The ultimate California roll lives on at this SGV fish market. (Fights at the sushi case prove it.)

The California roll at Yama Seafood in San Gabriel.
(Ricardo DeAratanha / Los Angeles Times)

Not all imitation crab is created the same. Just ask Kenzo Yamada. Also known as Yama-san to locals, he opened Yama Seafood market in San Gabriel in 1984 and started making California rolls 20 years ago. By paying attention to every detail, from the type of imitation crab to the ripeness of the avocado to the crunchiness of the cucumber, Yama Seafood has created the ultimate California roll. It’s big (nearly 2 ½ inches in diameter), creamy (made with plenty of mayo), has a high faux-crab-to-rice ratio and is always consistent.

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The store’s signature California roll was Yamada’s idea to help expand the fish-market business. (It certainly wasn’t the first California roll: The invention is credited to chef Ichiro Mashita at Tokyo Kaikan in Little Tokyo in the late ’70s, according to “The Story of Sushi.”) But Yamada and his first employee, Luis Enrique “Kike” Moreno Diaz, worked together to make a California roll that differentiated itself from the rest.

Perfecting it has been a two-decade evolution. “Over time we had to craft it until we came out with that particular size because we were adjusting either the rice, the amount of mayo, the amount of kani [crab], avocado,” said manager Moreno, who is from Michoacán and has been working at Yama for the nearly 40 years it has been open (he started learning Japanese before he spoke English).

Victor Humay, assistant general manager at Yama Seafood, oversees every aspect of making rolls.
Victor Humay, assistant general manager at Yama Seafood, oversees every aspect of making the store’s sushi rolls.
(Ricardo DeAratanha / Los Angeles Times)

“If you put too much filling of imitation crab meat, when you eat it, it doesn’t match with the other stuff,” he said. “You’re kind of missing the avocado, or the cucumber. This is the ratio we came up with — the perfect match for everything.”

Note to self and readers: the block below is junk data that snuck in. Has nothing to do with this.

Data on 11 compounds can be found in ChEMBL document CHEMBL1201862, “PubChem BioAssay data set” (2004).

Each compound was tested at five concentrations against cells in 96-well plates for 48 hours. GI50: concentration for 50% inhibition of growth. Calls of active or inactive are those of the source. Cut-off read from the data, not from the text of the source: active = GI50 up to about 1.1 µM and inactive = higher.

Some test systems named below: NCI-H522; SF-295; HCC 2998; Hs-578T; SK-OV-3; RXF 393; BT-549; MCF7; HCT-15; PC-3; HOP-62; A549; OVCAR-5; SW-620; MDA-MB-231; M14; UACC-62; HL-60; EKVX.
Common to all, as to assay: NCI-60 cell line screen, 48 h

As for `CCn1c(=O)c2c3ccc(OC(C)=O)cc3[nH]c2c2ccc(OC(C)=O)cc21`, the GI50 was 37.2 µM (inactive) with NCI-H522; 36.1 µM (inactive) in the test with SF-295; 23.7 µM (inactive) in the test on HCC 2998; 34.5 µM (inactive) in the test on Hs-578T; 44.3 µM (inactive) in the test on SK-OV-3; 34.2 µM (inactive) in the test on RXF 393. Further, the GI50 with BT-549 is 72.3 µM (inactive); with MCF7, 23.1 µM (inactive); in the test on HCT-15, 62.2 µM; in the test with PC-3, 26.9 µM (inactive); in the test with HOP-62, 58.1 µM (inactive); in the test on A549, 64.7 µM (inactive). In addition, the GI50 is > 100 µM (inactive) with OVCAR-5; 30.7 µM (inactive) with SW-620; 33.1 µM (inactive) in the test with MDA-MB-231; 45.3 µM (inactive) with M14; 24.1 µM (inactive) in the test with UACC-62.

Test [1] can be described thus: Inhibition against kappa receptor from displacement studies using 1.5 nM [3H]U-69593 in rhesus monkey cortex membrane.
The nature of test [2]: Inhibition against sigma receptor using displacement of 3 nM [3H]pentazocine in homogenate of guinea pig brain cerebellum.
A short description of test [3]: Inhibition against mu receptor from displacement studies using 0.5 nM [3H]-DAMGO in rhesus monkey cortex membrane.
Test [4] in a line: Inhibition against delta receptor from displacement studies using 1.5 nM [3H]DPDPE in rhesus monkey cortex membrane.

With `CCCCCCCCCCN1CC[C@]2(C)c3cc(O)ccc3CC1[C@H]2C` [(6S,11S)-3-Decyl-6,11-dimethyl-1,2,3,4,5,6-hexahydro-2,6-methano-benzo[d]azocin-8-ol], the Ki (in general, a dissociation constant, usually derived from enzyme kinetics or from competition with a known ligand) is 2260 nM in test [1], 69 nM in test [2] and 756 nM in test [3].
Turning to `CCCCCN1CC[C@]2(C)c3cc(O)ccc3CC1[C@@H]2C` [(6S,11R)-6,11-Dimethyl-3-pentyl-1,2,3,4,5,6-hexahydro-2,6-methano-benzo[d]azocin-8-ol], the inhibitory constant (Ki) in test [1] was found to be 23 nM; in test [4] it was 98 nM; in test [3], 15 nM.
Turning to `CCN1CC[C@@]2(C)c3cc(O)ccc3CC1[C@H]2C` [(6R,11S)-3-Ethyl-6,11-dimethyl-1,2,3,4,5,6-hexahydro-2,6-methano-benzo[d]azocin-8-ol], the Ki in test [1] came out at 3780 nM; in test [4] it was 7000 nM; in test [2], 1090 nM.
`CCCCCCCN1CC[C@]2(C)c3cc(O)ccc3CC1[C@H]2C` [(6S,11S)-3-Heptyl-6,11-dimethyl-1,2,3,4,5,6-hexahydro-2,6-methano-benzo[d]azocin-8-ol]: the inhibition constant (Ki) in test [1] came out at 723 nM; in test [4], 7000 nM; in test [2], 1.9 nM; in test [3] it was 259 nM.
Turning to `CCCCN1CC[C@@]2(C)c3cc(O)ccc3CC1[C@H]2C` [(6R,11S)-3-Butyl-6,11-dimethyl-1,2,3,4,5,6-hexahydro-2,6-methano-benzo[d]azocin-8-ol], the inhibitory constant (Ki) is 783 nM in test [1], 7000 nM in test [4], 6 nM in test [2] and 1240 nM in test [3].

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Yamada, a fish broker from Kyoto, retired two years ago but recently stopped by the store to talk seafood and sushi. “We know. Other people don’t know. They think imitation crab is imitation crab. Not much different. But it’s different,” he said. Moreno said that even mayonnaise from the same brand can vary from case to case. The age of the cucumber affects the thickness of the skin. “All those things like that. Something you don’t know what it is, but it’s a little bit better. You have to look for very tiny things.”

Yama Seafood founder Kenzo Yamada created the store's signature California roll.
Yama Seafood founder Kenzo Yamada and his first employee, Luis Enrique “Kike” Moreno Diaz, worked together to differentiate their California roll.
(Ricardo DeAratanha / Los Angeles Times)

Two years ago, Yamada sold the store, one of the only (if not the only) family-run Japanese fish markets in the San Gabriel area. The Kohno family and partner Alex Soto now own the business and have expanded to a second location in West Los Angeles.

The original store looks much as it has over the last four decades. But Scott and Wendy Kohno — retail consultants for Japanese department stores — have added items such as imported furoshiki (textiles for wrapping gifts) and training chopsticks for kids, along with artisan soy sauce and a serious sake collection (Wendy Kohno is a certified sake sommelier). It’s a Japanese Trader Joe’s meets Tokyu Hands meets retro fish counter that’s about the size of a small 7-Eleven. (Note: The entrance is in the back.)